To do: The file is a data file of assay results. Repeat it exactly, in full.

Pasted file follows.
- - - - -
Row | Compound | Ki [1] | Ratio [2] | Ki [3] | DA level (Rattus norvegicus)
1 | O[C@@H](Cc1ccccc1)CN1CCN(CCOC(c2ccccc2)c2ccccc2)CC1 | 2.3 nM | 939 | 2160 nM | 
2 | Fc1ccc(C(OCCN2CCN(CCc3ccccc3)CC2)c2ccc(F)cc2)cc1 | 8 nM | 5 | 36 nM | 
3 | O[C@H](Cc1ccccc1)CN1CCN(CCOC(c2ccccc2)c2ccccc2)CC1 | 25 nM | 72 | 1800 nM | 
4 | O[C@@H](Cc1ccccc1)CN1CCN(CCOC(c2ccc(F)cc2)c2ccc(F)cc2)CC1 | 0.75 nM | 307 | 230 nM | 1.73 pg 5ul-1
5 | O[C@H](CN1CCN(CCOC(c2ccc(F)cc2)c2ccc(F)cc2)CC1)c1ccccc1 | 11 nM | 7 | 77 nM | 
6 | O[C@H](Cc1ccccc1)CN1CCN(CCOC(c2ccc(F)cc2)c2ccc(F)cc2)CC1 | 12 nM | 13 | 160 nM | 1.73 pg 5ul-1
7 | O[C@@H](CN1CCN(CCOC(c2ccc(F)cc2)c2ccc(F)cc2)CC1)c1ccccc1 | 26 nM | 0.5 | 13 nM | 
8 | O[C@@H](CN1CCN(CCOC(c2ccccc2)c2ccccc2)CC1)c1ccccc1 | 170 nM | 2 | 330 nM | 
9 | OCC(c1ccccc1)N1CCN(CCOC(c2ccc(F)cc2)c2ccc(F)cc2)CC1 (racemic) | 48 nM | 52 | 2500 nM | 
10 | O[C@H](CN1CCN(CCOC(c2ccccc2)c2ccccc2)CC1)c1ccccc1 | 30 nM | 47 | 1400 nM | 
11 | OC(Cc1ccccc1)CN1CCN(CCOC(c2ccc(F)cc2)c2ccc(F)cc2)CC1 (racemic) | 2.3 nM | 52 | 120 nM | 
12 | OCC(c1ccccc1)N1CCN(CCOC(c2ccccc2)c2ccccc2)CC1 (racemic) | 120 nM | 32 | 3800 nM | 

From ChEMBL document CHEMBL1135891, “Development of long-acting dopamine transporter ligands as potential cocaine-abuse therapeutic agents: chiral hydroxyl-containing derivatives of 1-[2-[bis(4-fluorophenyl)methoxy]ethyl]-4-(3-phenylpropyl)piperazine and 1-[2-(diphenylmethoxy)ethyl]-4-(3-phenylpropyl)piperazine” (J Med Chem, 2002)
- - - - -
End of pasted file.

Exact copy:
Row | Compound | Ki [1] | Ratio [2] | Ki [3] | DA level (Rattus norvegicus)
1 | O[C@@H](Cc1ccccc1)CN1CCN(CCOC(c2ccccc2)c2ccccc2)CC1 | 2.3 nM | 939 | 2160 nM | 
2 | Fc1ccc(C(OCCN2CCN(CCc3ccccc3)CC2)c2ccc(F)cc2)cc1 | 8 nM | 5 | 36 nM | 
3 | O[C@H](Cc1ccccc1)CN1CCN(CCOC(c2ccccc2)c2ccccc2)CC1 | 25 nM | 72 | 1800 nM | 
4 | O[C@@H](Cc1ccccc1)CN1CCN(CCOC(c2ccc(F)cc2)c2ccc(F)cc2)CC1 | 0.75 nM | 307 | 230 nM | 1.73 pg 5ul-1
5 | O[C@H](CN1CCN(CCOC(c2ccc(F)cc2)c2ccc(F)cc2)CC1)c1ccccc1 | 11 nM | 7 | 77 nM | 
6 | O[C@H](Cc1ccccc1)CN1CCN(CCOC(c2ccc(F)cc2)c2ccc(F)cc2)CC1 | 12 nM | 13 | 160 nM | 1.73 pg 5ul-1
7 | O[C@@H](CN1CCN(CCOC(c2ccc(F)cc2)c2ccc(F)cc2)CC1)c1ccccc1 | 26 nM | 0.5 | 13 nM | 
8 | O[C@@H](CN1CCN(CCOC(c2ccccc2)c2ccccc2)CC1)c1ccccc1 | 170 nM | 2 | 330 nM | 
9 | OCC(c1ccccc1)N1CCN(CCOC(c2ccc(F)cc2)c2ccc(F)cc2)CC1 (racemic) | 48 nM | 52 | 2500 nM | 
10 | O[C@H](CN1CCN(CCOC(c2ccccc2)c2ccccc2)CC1)c1ccccc1 | 30 nM | 47 | 1400 nM | 
11 | OC(Cc1ccccc1)CN1CCN(CCOC(c2ccc(F)cc2)c2ccc(F)cc2)CC1 (racemic) | 2.3 nM | 52 | 120 nM | 
12 | OCC(c1ccccc1)N1CCN(CCOC(c2ccccc2)c2ccccc2)CC1 (racemic) | 120 nM | 32 | 3800 nM | 

From ChEMBL document CHEMBL1135891, “Development of long-acting dopamine transporter ligands as potential cocaine-abuse therapeutic agents: chiral hydroxyl-containing derivatives of 1-[2-[bis(4-fluorophenyl)methoxy]ethyl]-4-(3-phenylpropyl)piperazine and 1-[2-(diphenylmethoxy)ethyl]-4-(3-phenylpropyl)piperazine” (J Med Chem, 2002)